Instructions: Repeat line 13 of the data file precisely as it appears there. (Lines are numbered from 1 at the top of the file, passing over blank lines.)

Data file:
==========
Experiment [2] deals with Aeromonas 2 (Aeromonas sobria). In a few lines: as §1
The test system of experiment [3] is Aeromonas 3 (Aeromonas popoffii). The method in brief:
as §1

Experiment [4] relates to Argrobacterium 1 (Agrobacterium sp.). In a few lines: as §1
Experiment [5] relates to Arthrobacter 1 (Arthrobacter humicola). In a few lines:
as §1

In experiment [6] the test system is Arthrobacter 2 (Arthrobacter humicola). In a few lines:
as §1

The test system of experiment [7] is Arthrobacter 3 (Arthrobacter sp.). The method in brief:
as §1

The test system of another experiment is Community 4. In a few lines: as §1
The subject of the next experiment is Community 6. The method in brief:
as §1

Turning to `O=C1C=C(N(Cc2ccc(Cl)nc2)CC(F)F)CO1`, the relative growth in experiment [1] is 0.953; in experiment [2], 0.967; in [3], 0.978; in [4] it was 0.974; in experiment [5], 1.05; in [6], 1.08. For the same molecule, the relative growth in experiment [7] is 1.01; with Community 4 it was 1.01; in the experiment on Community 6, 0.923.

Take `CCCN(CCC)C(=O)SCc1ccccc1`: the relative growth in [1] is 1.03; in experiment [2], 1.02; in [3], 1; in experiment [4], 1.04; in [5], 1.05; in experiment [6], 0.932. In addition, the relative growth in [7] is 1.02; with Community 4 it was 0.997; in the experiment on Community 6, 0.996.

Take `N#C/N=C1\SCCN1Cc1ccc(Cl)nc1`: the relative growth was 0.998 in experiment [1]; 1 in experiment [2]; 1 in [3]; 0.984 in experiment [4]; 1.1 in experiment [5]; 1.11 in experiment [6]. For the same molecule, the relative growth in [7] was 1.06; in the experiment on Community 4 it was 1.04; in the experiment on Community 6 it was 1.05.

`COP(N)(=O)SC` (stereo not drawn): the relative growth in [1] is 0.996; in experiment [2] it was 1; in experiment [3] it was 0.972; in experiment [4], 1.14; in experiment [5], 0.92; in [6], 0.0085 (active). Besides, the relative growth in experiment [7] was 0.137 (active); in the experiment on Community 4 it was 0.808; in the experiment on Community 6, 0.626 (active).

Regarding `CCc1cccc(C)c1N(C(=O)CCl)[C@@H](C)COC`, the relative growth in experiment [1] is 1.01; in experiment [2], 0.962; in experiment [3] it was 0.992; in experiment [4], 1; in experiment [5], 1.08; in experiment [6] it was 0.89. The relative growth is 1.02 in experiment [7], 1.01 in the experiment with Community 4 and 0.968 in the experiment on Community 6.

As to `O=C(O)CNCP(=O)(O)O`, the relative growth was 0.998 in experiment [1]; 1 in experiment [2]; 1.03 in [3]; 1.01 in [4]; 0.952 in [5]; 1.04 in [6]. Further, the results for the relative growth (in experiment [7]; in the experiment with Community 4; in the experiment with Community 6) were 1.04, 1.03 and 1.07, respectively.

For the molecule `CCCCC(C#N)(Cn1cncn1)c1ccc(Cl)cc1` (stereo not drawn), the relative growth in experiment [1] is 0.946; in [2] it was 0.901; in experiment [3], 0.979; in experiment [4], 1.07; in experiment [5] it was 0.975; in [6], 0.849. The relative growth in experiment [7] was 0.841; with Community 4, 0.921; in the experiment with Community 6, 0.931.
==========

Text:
as §1